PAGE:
Immobilization of penicillin G acylase on macro-mesoporous silica spheres

Immobilization of penicillin G acylase on macro-mesoporous silica spheres

Bioresource Technology 102 (2011) 529–535 Contents lists available at ScienceDirect Bioresource Technology journal homepage: www.elsevier.com/locate...

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Bioresource Technology 102 (2011) 529–535

Contents lists available at ScienceDirect

Bioresource Technology journal homepage: www.elsevier.com/locate/biortech

Immobilization of penicillin G acylase on macro-mesoporous silica spheres Junqi Zhao, Yujun Wang ⇑, Guangsheng Luo, Shenlin Zhu The State Key Laboratory of Chemical Engineering, Department of Chemical Engineering, Tsinghua University, Beijing 100084, China

a r t i c l e

i n f o

Article history: Received 16 July 2010 Received in revised form 18 September 2010 Accepted 20 September 2010 Available online 27 September 2010 Keywords: Enzyme immobilization Penicillin G acylase Mesopore Macropore Mass transfer resistance

a b s t r a c t In this study, macro-mesoporous silica spheres were prepared with a micro-device and used as the support for the immobilization of penicillin G acylase (PGA). To measure the enzymatic activity, the silica spheres with immobilized PGA were placed into a packed-bed reactor, in which the hydrolysis of penicillin G was carried out. The influences of the residence time, the initial concentration of the substrate, the accumulation of the target product 6-aminopenicillanic acid, and the enzyme loading amount on the performance of the immobilized PGA were investigated. The introduction of macropores increased the enzyme loading amount and decreased the internal mass transfer resistance, and the results showed that the enzyme loading amount reached 895 mg/g (dry support), and the apparent enzymatic activity achieved up to 1033 U/g (dry support). In addition, the immobilized PGA was found to have great stability. Ó 2010 Elsevier Ltd. All rights reserved.

1. Introduction Penicillin G acylase (PGA; EC 3.5.1.11), an N-terminal nucleophile hydrolase with molecular dimensions of 7.0  5.0  5.5 nm3, is one of the key enzymes used in the pharmaceutical industry for the production of b-lactum antibiotics (Wei and Yang, 2003; Sio and Quax, 2004; Zhang et al., 2006; Cheng et al., 2007; Chandel et al., 2008). In recent years, many efforts have been devoted to using mesoporous silica materials as the supports for enzyme immobilization because of their large surface area and pore volume, tunable pore size and structures, openness to a wide variety of chemical modifications, convenience of reutilization, and environmental friendliness (Huang et al., 2003; Xu et al., 2003; Bootsma et al., 2008; Yang et al., 2008; Chouyyok et al., 2009; Salis et al., 2009; Bautista et al., 2010; Kumar et al., 2010; Wang et al., 2010). PGA enzymes have been immobilized on MCM-41 (He et al., 2000; Xue et al., 2004), MCM-48 (Xue et al., 2004), cubic Ia3d mesoporous silica (Lü et al., 2007, 2008), SBA-15 (Chong and Zhao, 2004a,b; Lü et al., 2008; Shah et al., 2008; Sun et al., 2009), and mesostructured cellular foams (Xue et al., 2008; Zhao et al., 2010) with different pore structures and surface properties. The experimental results showed that the mesoporous silica was a suitable support for the immobilization of PGA. However, morphologies of the supports used in these works were powdered, and it is well known that the submicrometer-sized powders are difficult to separate and recover in industrial processes. Thus, mesoporous silica spheres may be more promising supports. ⇑ Corresponding author. Tel.: +86 1062773017; fax: +86 1062770304. E-mail address: [email protected] (Y. Wang). 0960-8524/$ - see front matter Ó 2010 Elsevier Ltd. All rights reserved. doi:10.1016/j.biortech.2010.09.076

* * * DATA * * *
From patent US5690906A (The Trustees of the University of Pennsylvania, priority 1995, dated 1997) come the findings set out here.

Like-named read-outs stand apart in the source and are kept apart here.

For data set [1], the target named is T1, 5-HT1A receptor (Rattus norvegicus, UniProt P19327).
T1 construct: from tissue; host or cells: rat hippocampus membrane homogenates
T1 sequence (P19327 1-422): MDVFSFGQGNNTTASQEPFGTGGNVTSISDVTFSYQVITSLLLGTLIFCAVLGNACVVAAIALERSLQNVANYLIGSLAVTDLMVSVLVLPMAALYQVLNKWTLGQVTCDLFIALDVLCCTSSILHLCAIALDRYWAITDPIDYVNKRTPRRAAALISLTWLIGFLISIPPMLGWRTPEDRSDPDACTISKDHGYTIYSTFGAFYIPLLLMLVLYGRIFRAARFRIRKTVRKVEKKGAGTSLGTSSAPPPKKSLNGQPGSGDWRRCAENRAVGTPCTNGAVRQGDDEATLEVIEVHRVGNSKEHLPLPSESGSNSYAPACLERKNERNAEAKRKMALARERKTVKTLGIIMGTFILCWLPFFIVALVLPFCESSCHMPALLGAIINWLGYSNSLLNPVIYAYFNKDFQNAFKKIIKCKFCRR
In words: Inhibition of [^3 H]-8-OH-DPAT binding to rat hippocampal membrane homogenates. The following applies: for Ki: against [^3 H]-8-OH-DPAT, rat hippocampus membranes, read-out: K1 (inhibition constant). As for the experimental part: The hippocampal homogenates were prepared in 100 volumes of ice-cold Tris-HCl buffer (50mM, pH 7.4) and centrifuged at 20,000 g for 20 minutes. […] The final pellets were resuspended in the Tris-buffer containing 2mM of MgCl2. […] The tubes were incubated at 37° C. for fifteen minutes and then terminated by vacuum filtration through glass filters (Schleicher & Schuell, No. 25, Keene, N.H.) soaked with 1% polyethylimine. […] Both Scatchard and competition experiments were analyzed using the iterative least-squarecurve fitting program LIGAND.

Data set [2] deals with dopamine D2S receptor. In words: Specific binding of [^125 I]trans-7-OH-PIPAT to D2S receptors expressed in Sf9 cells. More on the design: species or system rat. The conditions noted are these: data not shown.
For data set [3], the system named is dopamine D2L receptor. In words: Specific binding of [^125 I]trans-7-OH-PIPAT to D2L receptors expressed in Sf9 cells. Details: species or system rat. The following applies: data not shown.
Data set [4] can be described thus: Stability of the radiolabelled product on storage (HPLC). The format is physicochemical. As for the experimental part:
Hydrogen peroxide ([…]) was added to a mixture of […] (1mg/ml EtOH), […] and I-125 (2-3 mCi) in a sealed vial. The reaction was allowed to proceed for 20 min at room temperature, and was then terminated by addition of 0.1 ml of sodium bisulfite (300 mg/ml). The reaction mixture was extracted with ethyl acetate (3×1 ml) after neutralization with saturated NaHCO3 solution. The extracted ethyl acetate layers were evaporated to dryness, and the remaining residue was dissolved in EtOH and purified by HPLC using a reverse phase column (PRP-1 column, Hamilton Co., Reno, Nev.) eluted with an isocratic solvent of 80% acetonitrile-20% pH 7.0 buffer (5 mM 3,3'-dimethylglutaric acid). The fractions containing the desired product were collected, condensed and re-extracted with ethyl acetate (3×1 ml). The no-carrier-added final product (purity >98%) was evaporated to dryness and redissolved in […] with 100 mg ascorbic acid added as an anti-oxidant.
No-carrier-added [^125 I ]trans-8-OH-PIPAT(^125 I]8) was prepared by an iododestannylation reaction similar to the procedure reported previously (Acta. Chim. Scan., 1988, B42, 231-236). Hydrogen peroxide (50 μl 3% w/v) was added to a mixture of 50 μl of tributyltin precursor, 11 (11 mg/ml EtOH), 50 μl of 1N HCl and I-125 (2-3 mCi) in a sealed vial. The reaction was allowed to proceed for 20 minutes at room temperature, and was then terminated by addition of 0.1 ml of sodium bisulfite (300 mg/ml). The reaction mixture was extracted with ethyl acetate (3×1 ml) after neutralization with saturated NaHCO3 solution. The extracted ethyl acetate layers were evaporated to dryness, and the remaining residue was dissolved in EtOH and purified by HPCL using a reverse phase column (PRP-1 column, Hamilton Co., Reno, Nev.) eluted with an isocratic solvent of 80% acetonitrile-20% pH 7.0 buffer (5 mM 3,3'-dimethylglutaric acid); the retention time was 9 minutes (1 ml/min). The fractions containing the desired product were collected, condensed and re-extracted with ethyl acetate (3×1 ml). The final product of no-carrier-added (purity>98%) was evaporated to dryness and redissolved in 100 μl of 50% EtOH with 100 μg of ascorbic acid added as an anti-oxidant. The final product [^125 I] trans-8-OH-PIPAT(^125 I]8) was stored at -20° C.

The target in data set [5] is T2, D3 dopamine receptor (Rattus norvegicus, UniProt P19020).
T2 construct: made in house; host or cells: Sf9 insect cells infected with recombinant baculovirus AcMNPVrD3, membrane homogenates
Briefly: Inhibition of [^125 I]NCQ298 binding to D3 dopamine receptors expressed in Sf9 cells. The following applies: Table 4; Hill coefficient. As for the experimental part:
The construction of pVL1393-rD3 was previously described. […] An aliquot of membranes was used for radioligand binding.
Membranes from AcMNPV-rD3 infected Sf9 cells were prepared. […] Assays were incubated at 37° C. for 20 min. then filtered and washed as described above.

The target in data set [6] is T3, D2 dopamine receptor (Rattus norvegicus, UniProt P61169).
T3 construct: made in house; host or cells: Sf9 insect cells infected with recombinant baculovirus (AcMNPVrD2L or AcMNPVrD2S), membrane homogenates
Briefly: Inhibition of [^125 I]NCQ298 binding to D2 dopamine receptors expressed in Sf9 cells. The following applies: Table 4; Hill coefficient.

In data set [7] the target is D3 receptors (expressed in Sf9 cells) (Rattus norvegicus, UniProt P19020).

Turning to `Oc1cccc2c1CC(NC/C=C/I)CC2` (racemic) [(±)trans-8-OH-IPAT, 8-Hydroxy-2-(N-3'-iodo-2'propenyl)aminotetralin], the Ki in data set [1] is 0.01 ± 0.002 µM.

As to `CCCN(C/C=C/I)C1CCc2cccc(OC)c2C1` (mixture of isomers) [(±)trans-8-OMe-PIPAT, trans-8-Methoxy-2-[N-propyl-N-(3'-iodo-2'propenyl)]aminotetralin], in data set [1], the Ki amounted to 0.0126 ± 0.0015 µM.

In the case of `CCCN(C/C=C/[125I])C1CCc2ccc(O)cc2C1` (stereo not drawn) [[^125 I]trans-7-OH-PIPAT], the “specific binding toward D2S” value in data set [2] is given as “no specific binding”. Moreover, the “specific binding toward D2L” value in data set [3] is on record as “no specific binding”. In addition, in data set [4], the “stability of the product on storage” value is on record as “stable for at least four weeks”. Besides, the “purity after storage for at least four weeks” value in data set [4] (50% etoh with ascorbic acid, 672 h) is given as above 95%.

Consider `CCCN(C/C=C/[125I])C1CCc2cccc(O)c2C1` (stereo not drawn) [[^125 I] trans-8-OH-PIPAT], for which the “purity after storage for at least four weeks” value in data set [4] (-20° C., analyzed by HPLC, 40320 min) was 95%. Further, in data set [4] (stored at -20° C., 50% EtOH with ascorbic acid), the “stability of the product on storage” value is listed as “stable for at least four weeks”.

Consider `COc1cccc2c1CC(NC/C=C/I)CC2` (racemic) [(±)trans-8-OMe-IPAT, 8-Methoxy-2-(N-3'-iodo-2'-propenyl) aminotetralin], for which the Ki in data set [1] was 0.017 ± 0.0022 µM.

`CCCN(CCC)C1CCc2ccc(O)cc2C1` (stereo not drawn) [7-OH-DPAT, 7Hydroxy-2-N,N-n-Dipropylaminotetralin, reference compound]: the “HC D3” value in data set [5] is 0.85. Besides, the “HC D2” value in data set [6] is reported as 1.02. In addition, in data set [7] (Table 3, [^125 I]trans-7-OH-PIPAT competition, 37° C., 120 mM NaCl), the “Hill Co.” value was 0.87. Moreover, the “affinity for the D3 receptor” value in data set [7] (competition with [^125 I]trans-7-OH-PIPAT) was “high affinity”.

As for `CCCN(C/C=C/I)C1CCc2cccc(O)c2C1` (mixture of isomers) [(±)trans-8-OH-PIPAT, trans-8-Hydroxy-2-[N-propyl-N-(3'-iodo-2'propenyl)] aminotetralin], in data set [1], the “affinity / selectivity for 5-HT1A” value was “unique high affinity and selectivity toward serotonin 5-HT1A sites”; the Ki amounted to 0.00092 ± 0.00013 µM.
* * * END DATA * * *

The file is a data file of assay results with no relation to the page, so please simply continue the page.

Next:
However, compared with mesoporous silica powders, mesoporous silica spheres used as the supports for the immobilization of PGA may bring about larger internal mass transfer resistance for the hydrolysis of Pen G, which is a fast reaction with the diffusions of the substrate and products as the rate-determining steps. To solve this problem, macropores (>50 nm) were introduced into the mesoporous silica spheres, thus in this work, macro-mesoporous silica spheres were prepared with a micro-device based on our previous researches (Zhai et al., 2008, 2009). There, the performance of this kind of silica spheres as the adsorbents for two kinds of proteins – bovine serum albumin (BSA, 4  4  14 nm3) and lysozyme (LYS, 3  3  4.5 nm3) was investigated, and the results showed that the introduction of macropores increased the adsorbed amounts of BSA and LYS and significantly decreased the adsorption equilibrium time, implying that the macro-mesoporous silica spheres might be effective supports for the immobilization of PGA (7.0  5.0  5.5 nm3). This is because the macropores could make the PGA molecules penetrate into the internal mesopores of the silica spheres more easily, producing a high enzyme loading amount; moreover, the macropores could provide a highway for the mass transfer of the substrate and products toward and away from the active sites of the immobilized PGA molecules, obtaining a lower internal mass transfer resistance and a higher apparent activity. To improve the stability of the immobilized PGA, 3-aminopropyltriethoxysilane (APTS) was used as a chemical modifier to obtain aminopropyl-functionalized silica spheres, and the immobilization of PGA was performed through Schiff base reaction with glutaraldehyde. The hydrolysis of Pen G was carried out in a packed-bed reactor to determine the apparent activity of the